Green Momentum Builds in Natural ResourcesShawn Reynolds, Portfolio ManagerJanuary 26, 2021
Accelerating Recovery for Commodities
The commodity price rally experienced throughout much of the third quarter accelerated significantly in the last quarter of 2020. Demand shock and optimism of a hastened recovery pushed several commodities to new highs while, in most cases, helping prices reach levels unseen since before the pandemic.
Though a number of factors underpinned this acceleration, China—the most commodity-intensive country on the demand side—continued to recover much faster than anticipated. In addition, hopes around various COVID-19 vaccines in the U.S., EU, China, U.K. and Japan allayed fears over a prolonged recovery while continued central bank easing and an array of fiscal stimulus packages supported the near-term growth outlook.
Red and Green for the Holidays
Industrial metals were perhaps the most positively impacted by an uptick in global economic activity during the quarter. Copper benefited not least from resulting strong demand—from China and renewable energy markets, broadly—but also due to global supply shortages of the red metal. Infrastructure projects in China were among the largest drivers of steel, too, where production of the commodity reached all-time highs.
Renewable energy markets received massive confidence boosts from advancements in “green” initiatives, including both a European Parliament endorsement in October of 2050 net carbon neutrality goals for member countries—outlining aggressive emissions reduction targets by 2030—and, in November, a pro-clean-energy Biden Administration victory in the 2020 U.S. presidential election.
Strength in these two markets were, once again, reflected in our top performing holdings, which included copper companies First Quantum Minerals Ltd. (5.1% of Fund net assets) and Freeport-McMoRan Inc. (4.7% of Fund net assets) and renewable energy project financer (i.e., “green bank”) Hannon Armstrong Sustainable Infrastructure Capital (5.3% of Fund net assets). While residential solar company Sunrun (6.0% of net assets) was also a detractor, along with gold companies Barrick Gold (2.6% of net assets) and Kirkland Lake Gold (2.5% of net assets), we view these losses as fueled predominately by profit taking following strong performance over the nine-month period leading up to then.
Holding (% Weight) Est. Contribution (%) Performance Drivers First Quantum Minerals (5.1%) 3.46% Strong copper prices Freeport-McMoRan (4.7%) 2.44% Strong copper prices Hannon Armstrong (5.3%) 2.26% Energy Transition Holding (% Weight) Est. Contribution (%) Performance Drivers Sunrun (6.0%) -0.61% Profit taking Barrick Gold (2.6%) -0.78% Profit taking Kirkland Lake Gold (2.5%) -1.53% Profit taking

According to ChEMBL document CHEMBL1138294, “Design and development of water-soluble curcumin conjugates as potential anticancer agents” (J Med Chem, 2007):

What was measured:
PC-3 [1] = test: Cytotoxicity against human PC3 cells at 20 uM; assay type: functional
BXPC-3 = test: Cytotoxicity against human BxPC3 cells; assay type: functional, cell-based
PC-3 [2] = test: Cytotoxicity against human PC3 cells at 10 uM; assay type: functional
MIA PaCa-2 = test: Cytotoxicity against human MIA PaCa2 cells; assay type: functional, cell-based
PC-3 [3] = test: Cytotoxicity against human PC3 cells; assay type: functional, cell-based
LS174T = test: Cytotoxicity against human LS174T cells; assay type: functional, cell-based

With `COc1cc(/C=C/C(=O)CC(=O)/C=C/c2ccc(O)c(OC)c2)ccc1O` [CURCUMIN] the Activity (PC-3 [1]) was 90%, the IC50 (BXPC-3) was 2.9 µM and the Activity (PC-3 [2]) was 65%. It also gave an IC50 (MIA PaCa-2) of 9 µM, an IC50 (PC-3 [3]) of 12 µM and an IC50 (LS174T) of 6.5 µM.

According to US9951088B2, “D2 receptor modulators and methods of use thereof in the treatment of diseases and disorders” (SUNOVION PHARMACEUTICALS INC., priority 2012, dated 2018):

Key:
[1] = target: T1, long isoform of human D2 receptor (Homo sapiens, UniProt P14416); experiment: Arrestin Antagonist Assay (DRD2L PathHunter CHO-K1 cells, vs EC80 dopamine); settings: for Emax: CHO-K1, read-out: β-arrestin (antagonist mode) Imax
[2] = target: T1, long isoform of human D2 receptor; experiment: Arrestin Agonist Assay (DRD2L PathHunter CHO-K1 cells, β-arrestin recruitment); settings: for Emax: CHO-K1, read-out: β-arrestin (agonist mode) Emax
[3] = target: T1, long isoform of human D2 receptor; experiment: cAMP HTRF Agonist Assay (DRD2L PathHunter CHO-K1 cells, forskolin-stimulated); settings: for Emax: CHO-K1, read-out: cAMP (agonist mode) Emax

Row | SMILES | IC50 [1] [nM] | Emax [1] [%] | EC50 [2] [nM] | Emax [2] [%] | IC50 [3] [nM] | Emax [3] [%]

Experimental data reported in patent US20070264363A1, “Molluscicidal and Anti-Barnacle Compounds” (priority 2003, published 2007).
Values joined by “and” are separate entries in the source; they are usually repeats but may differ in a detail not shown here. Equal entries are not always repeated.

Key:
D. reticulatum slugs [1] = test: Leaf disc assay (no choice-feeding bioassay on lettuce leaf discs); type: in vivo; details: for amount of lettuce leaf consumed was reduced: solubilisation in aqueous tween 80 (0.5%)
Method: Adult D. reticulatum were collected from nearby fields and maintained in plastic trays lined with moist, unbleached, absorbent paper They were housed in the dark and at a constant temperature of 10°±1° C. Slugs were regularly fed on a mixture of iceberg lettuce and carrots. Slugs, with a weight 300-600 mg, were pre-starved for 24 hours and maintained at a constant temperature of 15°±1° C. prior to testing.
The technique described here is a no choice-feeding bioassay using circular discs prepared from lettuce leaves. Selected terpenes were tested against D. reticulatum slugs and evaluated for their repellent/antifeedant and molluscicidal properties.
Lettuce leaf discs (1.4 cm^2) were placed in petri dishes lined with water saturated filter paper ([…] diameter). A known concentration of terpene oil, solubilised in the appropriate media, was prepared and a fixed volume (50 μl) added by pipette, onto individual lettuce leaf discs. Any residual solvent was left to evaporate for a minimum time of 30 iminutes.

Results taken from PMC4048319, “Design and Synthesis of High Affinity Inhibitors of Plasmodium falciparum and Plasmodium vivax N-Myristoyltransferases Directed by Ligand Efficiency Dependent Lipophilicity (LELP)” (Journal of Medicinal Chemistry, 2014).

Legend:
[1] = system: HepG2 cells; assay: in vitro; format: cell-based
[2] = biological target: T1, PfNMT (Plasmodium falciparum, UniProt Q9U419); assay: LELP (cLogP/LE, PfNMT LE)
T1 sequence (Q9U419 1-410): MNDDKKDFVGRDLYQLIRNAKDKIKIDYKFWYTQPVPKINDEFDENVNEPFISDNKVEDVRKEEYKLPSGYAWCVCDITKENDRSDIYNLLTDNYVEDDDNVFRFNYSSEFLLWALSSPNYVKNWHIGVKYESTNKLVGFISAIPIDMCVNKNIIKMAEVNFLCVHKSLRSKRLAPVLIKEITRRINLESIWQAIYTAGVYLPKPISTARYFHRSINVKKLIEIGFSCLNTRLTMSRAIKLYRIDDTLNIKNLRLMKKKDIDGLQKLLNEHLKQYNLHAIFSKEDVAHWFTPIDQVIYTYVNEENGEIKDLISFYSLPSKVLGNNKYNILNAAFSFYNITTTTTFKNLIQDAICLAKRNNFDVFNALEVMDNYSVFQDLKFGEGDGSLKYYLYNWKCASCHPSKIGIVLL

Source: FactSet; VanEck. Data as of December 31, 2020. Contribution figures are gross of fees, non-transaction based and therefore estimates only. Figures may not correspond with published performance information based on NAV per share. Past performance is not indicative of future results. Portfolio holdings may change over time. These are not recommendations to buy or sell any security.
Oil Turning a Corner?
In a very welcome turnaround following a year marked by (generally speaking) lackluster performance, the oil and gas sector had an encouraging fourth quarter. The Dallas Fed Energy Survey for Q4 2020 noted positive quarter-over-quarter business activity for the first time since Q1 2019, with modest increases in capital expenditure from oil and gas exploration and production (E&P) companies as well as from oilfield servicers. According to E&P executives surveyed, oil production also appears to have stabilized in the region after three consecutive quarters of decline.
Heyday for Grains
Once again, grains (soybeans, corn and wheat) rallied during the quarter—perhaps not surprisingly given China’s ongoing purchase of U.S. agriculture goods. Although the country has done a great job ramping up its hog herd, China remains one to two years away from its pre-Asian Swine Flu supply levels. As it rebuilds its hog herd, production facilities are aiming to achieve higher, institutional-level standards of production with new hogs now being fed more corn and soybean rations than in prior years. This has translated to increased demand for U.S. grains, which, we believe, should continue to outpace prior years’ demand even after China has finished rebuilding their hog population given the country’s recently established trade agreement with the U.S. While related agriculture equities continued to lag during the quarter, we do believe this to be temporary in nature given the cost adjustments that typically follow such an increase in demand and associated input prices.
Hoping for More of the Same in 2021
Our positioning remains relatively unchanged. We anticipate a modest pick-up in global economic activity in the coming months as central banks target further global stimulus measures and as COVID-19 vaccines are disseminated more broadly. We also believe that commodity prices should continue to reflect the mounting inflationary pressures associated with such historic, unprecedented fiscal and monetary policy. Thus, we continue to maintain exposure to inflation-sensitive assets such as base and industrial metals and oil and gas (via the producers themselves). We also remain constructive on the gold mining sector as companies have exhibited an increasing propensity to return cash to shareholders with gold prices stabilizing well above average all-in sustaining cost and as companies still enjoy significant free cash flow. Finally, the European Union’s “Green Deal” and similarly anticipated sustainable initiatives in the U.S. have proved, we believe, to be both near- and long-term growth catalysts for the renewable/alternative energy sector moving forward.
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